“I never saw him coming.”
“He came out of nowhere.”
“I had no idea he was there.”
These are phrases uttered by people who end up in bad situations. They did not see the danger or threat before it became a serious problem.
Situational awareness is a term shared in countless classes and training programs, yet few people discuss in detail what it really is. Situational awareness is much more than some tactical, combat-centric skill set. It is as much of a lifestyle as it is a skill. The applications of this awareness are infinite and reach into all aspects of our daily lives. In the most basic way, situational awareness is about being plugged into your environment and the people in it. There have been sages in the past who have expressed exceptional summaries of the need for this awareness. One of the most respected was Colonel Jeff Cooper. Originally meant for military applications, the principles he shared quickly spread to those concerned about their self-defense.
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Colonel Cooper designed a color code chart that associates levels of awareness to specific colors. By understanding how we process danger, we can formulate a method to train ourselves to be more aware.
The first color is white. Condition White represents a state of complete unawareness and unpreparedness. In this state you are oblivious to things going on around you and are exceedingly vulnerable to attack.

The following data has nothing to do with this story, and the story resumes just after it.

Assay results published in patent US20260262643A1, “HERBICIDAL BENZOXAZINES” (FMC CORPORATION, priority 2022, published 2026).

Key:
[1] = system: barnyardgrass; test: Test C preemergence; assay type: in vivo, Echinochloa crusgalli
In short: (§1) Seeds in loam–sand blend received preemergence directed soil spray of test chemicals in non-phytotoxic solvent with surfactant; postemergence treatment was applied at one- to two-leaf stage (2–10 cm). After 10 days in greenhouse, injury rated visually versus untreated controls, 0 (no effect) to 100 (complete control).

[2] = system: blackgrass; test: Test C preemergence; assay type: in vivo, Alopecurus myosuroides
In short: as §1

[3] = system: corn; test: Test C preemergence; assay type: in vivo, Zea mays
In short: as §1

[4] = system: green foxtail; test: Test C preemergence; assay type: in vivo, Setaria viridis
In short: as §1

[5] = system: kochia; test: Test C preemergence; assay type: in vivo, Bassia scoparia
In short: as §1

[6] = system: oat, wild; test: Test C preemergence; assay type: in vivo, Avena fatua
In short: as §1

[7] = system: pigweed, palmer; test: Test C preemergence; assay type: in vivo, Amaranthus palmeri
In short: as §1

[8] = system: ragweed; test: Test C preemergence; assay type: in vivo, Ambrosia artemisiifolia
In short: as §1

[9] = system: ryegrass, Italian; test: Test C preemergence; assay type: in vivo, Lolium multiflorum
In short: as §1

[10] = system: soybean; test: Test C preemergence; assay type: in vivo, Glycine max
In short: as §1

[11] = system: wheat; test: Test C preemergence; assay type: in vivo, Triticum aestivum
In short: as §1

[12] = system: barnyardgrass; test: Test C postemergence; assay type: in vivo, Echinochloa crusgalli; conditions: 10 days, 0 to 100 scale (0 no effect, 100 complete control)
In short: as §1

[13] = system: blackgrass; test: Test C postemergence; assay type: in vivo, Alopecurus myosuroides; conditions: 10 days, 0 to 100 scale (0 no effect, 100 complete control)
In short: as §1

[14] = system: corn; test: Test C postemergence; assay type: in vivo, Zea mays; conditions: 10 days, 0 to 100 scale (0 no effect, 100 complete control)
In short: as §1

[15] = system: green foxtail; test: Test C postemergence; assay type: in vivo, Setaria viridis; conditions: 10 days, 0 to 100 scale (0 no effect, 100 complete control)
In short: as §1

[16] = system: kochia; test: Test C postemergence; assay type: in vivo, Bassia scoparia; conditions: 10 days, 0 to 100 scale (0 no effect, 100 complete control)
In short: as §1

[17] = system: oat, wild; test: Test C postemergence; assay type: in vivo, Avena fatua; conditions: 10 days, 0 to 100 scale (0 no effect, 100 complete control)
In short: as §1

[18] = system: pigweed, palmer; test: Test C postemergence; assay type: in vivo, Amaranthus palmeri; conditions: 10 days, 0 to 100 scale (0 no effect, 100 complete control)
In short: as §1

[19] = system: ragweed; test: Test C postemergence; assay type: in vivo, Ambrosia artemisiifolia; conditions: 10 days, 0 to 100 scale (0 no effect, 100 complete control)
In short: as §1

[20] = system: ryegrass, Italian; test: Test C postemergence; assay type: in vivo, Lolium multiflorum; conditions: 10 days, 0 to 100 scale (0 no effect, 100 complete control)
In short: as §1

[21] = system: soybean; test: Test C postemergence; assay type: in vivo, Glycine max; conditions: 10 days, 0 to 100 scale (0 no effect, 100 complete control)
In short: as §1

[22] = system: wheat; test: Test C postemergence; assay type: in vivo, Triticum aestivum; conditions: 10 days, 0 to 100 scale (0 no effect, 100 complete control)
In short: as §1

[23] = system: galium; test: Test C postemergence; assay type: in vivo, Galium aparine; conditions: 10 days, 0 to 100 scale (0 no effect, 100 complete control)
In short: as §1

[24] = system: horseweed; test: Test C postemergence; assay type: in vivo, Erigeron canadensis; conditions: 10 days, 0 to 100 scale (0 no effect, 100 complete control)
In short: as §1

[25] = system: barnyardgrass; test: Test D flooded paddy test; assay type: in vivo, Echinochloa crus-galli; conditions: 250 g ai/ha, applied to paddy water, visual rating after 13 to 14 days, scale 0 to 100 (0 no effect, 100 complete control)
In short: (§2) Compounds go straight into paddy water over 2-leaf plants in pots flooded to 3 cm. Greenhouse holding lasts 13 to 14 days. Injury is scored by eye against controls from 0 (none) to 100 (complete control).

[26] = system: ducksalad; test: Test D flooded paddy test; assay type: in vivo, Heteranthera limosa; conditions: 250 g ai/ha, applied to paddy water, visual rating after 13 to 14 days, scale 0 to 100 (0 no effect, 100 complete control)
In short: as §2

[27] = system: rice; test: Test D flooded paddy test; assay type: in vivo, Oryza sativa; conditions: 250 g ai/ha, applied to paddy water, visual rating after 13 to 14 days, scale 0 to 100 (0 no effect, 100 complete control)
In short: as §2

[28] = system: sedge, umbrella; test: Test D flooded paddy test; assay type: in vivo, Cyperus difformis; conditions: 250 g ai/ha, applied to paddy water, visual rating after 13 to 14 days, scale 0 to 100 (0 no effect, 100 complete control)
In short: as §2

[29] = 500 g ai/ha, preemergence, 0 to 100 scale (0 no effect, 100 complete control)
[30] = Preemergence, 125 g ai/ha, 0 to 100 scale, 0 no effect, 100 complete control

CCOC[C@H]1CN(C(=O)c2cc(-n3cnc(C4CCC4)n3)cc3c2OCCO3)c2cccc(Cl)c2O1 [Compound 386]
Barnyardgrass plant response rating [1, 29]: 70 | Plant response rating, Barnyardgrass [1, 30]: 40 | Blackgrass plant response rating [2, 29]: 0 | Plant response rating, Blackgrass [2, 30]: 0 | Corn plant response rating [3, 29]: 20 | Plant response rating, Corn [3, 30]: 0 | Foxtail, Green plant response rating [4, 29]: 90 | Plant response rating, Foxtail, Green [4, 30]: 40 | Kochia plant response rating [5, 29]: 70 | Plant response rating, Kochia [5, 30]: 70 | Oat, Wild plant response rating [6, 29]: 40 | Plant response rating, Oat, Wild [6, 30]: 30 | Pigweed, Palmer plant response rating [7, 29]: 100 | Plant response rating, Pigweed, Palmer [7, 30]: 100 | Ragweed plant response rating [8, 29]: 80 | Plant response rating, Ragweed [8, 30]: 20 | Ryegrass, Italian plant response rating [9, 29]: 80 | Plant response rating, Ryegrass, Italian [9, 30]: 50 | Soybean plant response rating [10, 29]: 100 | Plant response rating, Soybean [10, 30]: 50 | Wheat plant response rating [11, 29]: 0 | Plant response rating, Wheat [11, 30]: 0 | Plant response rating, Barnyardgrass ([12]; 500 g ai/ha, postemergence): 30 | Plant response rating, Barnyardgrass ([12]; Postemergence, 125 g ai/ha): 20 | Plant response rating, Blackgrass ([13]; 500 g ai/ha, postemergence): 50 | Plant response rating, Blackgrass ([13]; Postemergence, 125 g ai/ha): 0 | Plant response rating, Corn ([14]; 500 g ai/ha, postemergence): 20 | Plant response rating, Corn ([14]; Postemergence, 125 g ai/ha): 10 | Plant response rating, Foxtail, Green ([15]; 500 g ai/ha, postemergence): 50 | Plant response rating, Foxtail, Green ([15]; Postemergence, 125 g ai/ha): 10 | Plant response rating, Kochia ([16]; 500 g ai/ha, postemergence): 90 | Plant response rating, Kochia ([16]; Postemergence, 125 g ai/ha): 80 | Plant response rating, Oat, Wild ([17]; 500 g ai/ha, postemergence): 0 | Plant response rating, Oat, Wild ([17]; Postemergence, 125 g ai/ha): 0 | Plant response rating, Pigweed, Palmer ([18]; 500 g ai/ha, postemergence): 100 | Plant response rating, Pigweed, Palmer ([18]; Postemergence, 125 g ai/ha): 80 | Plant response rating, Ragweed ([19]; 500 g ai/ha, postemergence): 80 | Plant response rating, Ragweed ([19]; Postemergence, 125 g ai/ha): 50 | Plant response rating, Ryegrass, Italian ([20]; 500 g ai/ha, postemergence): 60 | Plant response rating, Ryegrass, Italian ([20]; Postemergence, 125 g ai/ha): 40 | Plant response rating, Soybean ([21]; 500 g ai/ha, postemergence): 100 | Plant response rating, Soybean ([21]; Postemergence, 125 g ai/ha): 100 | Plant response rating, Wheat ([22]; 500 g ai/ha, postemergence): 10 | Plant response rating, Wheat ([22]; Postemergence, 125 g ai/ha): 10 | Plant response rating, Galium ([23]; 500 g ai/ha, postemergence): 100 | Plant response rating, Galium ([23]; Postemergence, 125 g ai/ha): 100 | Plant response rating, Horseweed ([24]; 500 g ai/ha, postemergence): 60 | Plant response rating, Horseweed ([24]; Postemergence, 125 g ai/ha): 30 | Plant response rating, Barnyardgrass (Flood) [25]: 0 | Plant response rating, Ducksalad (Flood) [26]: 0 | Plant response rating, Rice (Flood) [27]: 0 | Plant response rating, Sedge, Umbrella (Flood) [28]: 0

The next level is yellow. Condition Yellow represents a state of relaxed alert. There is no specific, obvious threat present, but you are aware that danger is always a possibility. You are aware of people around you as well as the environment in general. Condition Yellow is our goal state for everyday life.
Next in line is Condition Orange. This is a heightened state of awareness in which you observe or are aware of a specific threat. In this condition, you are beginning to formulate possible responses to deal with the danger. An example of this is when you realize that a threat is indeed following you or advancing toward you.
The final condition level is red. The level of awareness for Condition Red is essentially the byproduct of having to take action from Condition Orange. This is the stage that is associated with action. Things have escalated to the point where you are either engaging a threat or are in retreat. It is physically and mentally exhausting to be in Condition Red, as it demands that you be 100-percent dedicated to the danger at hand.
Our goal is to maintain a Condition Yellow in our daily lives. This is the base level of awareness and the springboard for any further escalations in conditions. Staying at Condition Yellow in everyday life allows us to be aware of our surroundings and better protect ourselves from threats. This applies to driving in rush-hour traffic as much as it does personal protection situations. The ability to stay in Condition Yellow takes conscious effort in the beginning, but it will shortly become second nature. The methods used to help with this can be turned into life games. What color was the car you parked next to? How many people were sitting near the park benches? Small exercises like this can enhance your base level awareness skills.